- Newt Gingrich agrees Mitt Romney is "the most likely Republican nominee"
- The former House speaker says he's staying in to influence GOP platform
- Whether Rick Santorum should drop out is his decision, Gingrich says
- Gingrich says he has no desire to join a Romney administration
Newt Gingrich said Sunday that he'll do everything he can to support Mitt Romney as the Republican Party's presidential nominee when that time comes. But that time hasn't come yet.
"I think you have to be realistic, given the size of his organization, given the number of primaries he's won. He is far and away the most likely Republican nominee," Gingrich said on "Fox News Sunday." "And if he does get to 1,144 delegates, I'll support him. I'll do everything I can this fall to help him defeat (President Barack) Obama."
But while he appears to accept Romney's inevitable nomination, Gingrich won't give up on trying to influence the party's platform that emerges going into the general election.
"I think platforms matter in the long run in the evolution of the party. And the party is more than just a presidential candidate -- it's Senate candidates, House candidates, state legislators," he said.
Gingrich capitalized on conservatives' misgivings about Romney early in the campaign. Strong debate performances while conservative rivals Rick Perry, Herman Cain and Michele Bachmann faltered propelled him to the top of polls late last year.
But Romney's machine interrupted his "glide path" to the nomination with a barrage of attack ads.
"I'd say the glide path started to have to run into anti-aircraft called 'Romney,' " Gingrich said Sunday.
Despite the vicious personal attacks, Gingrich said he accepts that as part of the game.
"I hit him as hard as I could. He hit me hard as he could. It turned out he had more things to hit with than I did. And that's part of the business," he said.
Gingrich said he thinks Rick Santorum, Romney's nearest pursuer, is seeing that now in Santorum's home state of Pennsylvania, which votes with four other states on April 24.
While Romney tries to focus on the general election campaign against Obama, a super PAC supporting him will reportedly launch a $2 million ad blitz in Pennsylvania in an effort to land a knockout blow on Santorum.
"it's clear that Governor Romney has done a very good of building a very substantial machine. And I think Santorum is discovering in Pennsylvania right now -- it's a challenge," Gingrich said.
Santorum canceled campaign events for Monday after daughter Isabella, who suffers from a chromosomal condition called Trisomy 18, was hospitalized for the second time this year.
He had not announced public events for the coming week but his campaign had previously said he would resume campaigning Monday after taking the Easter weekend off.
After speculation arose that Santorum might be preparing to drop out, his campaign on Saturday released a schedule of events for Tuesday through Friday.
Asked Sunday if Santorum should get out of the race, Gingrich said, "No, I think he has to make that decision."
The long campaign and the punches and counterpunches from Romney and Santorum have taken their toll on the presumed nominee, especially among independent voters, according to a recent USAToday/Gallup poll of independents in swing states.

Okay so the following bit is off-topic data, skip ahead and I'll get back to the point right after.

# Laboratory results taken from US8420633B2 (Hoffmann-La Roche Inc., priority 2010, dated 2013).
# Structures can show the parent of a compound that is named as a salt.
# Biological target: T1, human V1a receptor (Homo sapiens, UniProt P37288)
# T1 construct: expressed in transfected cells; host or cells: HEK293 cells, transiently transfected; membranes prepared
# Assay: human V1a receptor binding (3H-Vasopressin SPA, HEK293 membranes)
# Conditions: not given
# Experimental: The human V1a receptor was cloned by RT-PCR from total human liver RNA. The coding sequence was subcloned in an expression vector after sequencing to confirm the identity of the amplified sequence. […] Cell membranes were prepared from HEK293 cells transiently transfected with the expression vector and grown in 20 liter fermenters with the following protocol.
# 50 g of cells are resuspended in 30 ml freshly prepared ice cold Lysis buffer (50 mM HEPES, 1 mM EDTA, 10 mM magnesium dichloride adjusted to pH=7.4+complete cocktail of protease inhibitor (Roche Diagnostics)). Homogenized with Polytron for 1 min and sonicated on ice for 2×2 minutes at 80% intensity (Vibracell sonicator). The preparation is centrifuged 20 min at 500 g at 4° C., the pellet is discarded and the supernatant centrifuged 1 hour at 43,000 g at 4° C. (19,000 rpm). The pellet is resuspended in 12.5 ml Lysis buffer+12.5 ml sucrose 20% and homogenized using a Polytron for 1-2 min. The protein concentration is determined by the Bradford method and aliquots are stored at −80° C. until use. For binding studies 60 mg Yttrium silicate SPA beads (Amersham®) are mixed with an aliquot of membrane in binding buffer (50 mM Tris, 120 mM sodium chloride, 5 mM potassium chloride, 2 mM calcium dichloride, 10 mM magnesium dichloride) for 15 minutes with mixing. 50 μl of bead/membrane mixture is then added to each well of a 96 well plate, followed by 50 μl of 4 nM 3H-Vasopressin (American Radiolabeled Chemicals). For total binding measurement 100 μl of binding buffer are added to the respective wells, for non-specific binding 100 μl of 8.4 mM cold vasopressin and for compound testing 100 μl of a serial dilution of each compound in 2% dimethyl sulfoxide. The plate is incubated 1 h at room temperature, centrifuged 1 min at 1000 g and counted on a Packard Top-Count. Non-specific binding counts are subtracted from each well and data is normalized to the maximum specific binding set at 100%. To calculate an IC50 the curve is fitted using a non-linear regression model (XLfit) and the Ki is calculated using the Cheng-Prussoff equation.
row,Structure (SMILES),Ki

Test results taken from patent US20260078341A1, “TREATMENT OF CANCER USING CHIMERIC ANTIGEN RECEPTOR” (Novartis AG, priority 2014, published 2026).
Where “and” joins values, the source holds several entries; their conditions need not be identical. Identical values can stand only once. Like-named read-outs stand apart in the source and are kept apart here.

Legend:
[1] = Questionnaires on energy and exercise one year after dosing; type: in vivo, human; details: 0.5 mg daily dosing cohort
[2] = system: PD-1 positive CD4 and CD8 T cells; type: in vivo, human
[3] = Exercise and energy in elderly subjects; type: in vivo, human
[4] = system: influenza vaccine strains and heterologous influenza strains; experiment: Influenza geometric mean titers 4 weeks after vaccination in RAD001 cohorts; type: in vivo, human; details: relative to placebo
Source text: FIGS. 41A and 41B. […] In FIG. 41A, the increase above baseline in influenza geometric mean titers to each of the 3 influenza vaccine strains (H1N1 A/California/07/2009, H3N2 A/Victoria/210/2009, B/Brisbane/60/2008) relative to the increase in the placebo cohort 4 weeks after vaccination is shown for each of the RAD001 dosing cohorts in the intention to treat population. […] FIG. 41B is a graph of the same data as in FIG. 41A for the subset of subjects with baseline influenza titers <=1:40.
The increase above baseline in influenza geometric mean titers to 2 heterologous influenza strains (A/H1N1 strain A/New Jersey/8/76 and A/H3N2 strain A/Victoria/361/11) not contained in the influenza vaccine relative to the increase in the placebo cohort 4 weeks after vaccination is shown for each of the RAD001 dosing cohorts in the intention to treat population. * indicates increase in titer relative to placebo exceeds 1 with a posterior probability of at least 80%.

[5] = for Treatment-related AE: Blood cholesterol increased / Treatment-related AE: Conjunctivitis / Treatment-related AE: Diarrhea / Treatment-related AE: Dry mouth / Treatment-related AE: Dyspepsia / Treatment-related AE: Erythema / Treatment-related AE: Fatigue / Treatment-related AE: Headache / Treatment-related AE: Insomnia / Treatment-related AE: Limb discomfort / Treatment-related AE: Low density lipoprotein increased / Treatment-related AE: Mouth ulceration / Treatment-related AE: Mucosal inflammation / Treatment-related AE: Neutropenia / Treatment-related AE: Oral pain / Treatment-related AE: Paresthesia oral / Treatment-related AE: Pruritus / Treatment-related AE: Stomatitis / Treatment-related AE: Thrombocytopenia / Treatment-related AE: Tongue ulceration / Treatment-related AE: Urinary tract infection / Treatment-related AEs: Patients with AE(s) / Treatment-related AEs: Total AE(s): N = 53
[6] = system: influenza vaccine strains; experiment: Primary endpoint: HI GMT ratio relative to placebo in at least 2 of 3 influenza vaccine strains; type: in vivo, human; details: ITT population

"I think Romney through the primaries has been beaten up by the others, seen as removed from, kind of, the middle-class, average voter. Has trouble with women now, with Latinos," said Democratic strategist and pollster Mark Penn on CNN's "State of the Union" on Sunday. "Boy, I think he's entering the general election now kind of -- a totally beaten-up candidate and this poll is a reflection of that."
But Republican pollster and strategist Linda Divall said that's normal in a campaign and there's time to repair the damage.
"Number one, it's early April. Number two, when you look at it with registered voters, the margin becomes much closer. Thirdly, this is not atypical in a very competitive Republican primary, that our nominee tends to go down," she told "State of the Union" anchor Candy Crowley.
"The other thing that's stymieing Mitt Romney somewhat is the perception of the Republican Party, which has also suffered a little bit of a beating," she said. "So, I think as the Romney campaign is able to regroup, bring in their general election team, and strike some very clear themes between himself and the president, which they started to do with the speeches the last few days... you'll see a pretty stark contrast in terms of what is the direction that this country should be pursuing -- in terms of the economy and jobs and getting the deficit under control."
Gingrich said Sunday that he thinks Romney will adopt some of the positions that he's advocated -- energy independence, personal Social Security accounts -- the "Chilean model" that he has pushed -- keeping the government from trying to impose itself on religious values and paying down the debt. He said revenue from expanding domestic energy should be directed toward that.
And Gingrich said he has already talked to Republican National Committee Chairman Reince Priebus about working in the fall "to help defeat Obama any way I could -- whatever the team thinks I can do to be helpful, I would do."
Beyond that, he said he wouldn't want to serve in a Romney administration and would rather "go back to a post-political career."
He said he'll have no regrets about his campaign.
"I'm glad I did this," he said Sunday. "For me, it was important as a citizen to try to do some very hard things, to try to bring ideas and new approaches.
"It turned out to be much harder than I thought it would, but it was the right thing for me to do at that point, both in my life and for where I though the country was."